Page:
- Money is the most important thing whilst travelling, just after your passport and health. In a country where the average salary is about 50 USD per month, in the eyes of local people we are white millionaires from the West. I’ve experienced this many times and so have other travellers.
“White man might look like a beggar, but his backpack is stuffed with hard currency and gold anyway.”
Perhaps I exaggerate but this is the impression we make in certain countries. Take my advice and don’t throw money around. Do not count it in public, and in your pocket only keep some change and some local currency. Don’t show euros or dollars as this makes the locals more greedy. Under any circumstances do not engage in a conversation about money with local people. Do not say how much you earn and how much your currency is worth in the local currency. Especially in India this is a very bad idea, and explaining it to those people is pointless. No matter how hard they try to smile to you, in reality they just smile to your money, and without it you are worthless. For example in Thailand no one even smiles for free anymore.
I also don’t recommend a wallet with money, which would be on display. In my opinion it works as a loud invitation: “Hey thieves, all my valuables are right here.” I also advise to hide your money in secret places. Money belt is very good but there are a few more secret places. Money can be sewn into shoe tongues or into a backpack. It can be kept in a bag with dirty socks, inside a torch, in a box of vitamins, inside a pen or in an empty sunscreen bottle. Women can also keep them in bras. I do not advise to count money in public or trust “friendly” people close to cash machines. In case of suspicion cancel the transaction.
- Diversify your money. For my every trip I always take British pounds because it’s convenient for me, but U.S. dollars are the best because they are cheap and well known, contrary to euros or pounds. To some countries cash machines have not arrived yet, what means that cash is the only option. As the last resort I suggest to have someone you can trust at home , who could possibly send you money by the Western Union or a similar system.
- Always keep your documents and cash in waterproof packages. They can be either plastic or foil envelopes with a zipper at the end, or a plastic envelopes after postcards. I learned that the hard way during the rainy season in Burma, when everything what I got completely soaked. Then I had to dry my money, passport and traveller’s checks like laundry, on a string under the ceiling.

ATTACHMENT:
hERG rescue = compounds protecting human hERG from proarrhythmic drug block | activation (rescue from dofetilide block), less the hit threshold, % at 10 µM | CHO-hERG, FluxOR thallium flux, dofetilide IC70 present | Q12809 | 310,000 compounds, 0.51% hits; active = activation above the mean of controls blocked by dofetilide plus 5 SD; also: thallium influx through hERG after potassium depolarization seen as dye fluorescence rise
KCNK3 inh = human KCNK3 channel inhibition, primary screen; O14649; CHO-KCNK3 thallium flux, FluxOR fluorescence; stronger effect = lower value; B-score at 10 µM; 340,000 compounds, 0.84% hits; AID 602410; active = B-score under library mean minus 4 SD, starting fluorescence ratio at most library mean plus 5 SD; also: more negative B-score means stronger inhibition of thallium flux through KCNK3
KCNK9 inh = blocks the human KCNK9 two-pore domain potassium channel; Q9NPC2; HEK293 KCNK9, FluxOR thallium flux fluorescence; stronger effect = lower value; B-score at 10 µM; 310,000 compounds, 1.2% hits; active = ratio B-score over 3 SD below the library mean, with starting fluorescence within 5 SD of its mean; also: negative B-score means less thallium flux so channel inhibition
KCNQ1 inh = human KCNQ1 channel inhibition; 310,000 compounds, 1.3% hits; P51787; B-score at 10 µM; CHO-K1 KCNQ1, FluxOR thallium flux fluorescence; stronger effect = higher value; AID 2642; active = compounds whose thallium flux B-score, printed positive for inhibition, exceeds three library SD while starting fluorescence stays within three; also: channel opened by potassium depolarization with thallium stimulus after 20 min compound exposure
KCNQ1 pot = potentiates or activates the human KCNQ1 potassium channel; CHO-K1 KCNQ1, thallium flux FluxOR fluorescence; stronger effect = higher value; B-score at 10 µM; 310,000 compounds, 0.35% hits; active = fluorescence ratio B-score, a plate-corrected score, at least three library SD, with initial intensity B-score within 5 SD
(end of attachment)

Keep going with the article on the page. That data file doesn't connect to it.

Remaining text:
- Do not judge the developing world through the picture of the European culture and European standards. These are two completely different worlds
- Begging is a never-ending nature of certain parts of the world. We may be sorry but I don’t advise to give money, and especially to children and the handicapped. Very often they all beg for one man, what is a standard scam in India. It is better to give some food or a toy and if you want to give cash then give it only to the legally registered charity. Then you at least know where your money goes.
- If an area is quiet and spotlessly clean, let it remain that way. Be quiet and take all your garbage with you.
- It is hard for me to advise how to stay calm but try to control yourselves. After leaving the airport in a very poor country let’s not let the sellers of everything and nothing to plan our lives. We can arrange transport and lodging by ourselves, our way and at a fair price. If you are interested in a certain object, concentrate on it as long as you need. Do not stop just because a rickshaw driver or a salesman of tacky souvenirs wants to make money on you. Do not get upset because there’s no hot water in the tap and because your bus travels 20 km/h and leaves only when it’s 150% full. That’s how it is, so try to take things as they are. Sense of humour always helps.
- You don’t have to agree with everything but respect local customs and beliefs. Let it be your educational tourist attraction.
- Try to praise local people and their countries. The technological and economic level is far below the European but it is not the reason why we go there. They also have their values, their countries are beautiful and their cultures are worth to be explored (as long as they stay in their countries). If there was nothing good over there we wouldn’t want to visit.
- I advice to be careful with alcohol consumption. In Islamic countries during Ramadan it is forbidden and a subject to a strict local law. which may cause serious problems. Besides, regardless of the country a drunken tourist wears a label – “I want to be robbed.” If you’re drunk you are always an easy prey for thieves and scammers, and drunk women also for rapists. I advice to stay sober.
- Stay away from drugs. Whites seem to think that if Blacks in England sell marijuana and other drugs on the streets, and the English police does not arrest them because of political correctness, they are confident that in Thailand “one joint wouldn’t do any harm”. Unfortunately it would because in Thailand it is a very serious offense, that can end in many years in prison. In Thailand drugs are also sold by plain clothed police officers in tourist centers who catch stupid tourists that way. Drugs are also given in secret by ladyboys and prostitutes for bribes, and each tourist district or an island are full of drug dealers, bribe-takers and coppers. For selling drugs you can get a life sentence or even a death penalty, but still there is no shortage of stupid Whites who do it. Quite often police officers force bribes for such large sum of money that holidays come to an end sooner than expected, and I assure you that it is still the best way out of such situation. According to statistics the most stupid, the least sensible and the most drunk are English people.
Out of all the stupid ideas that would ever come to you minds, drugs are by far the most stupid! It is so easy to waste your lives!!!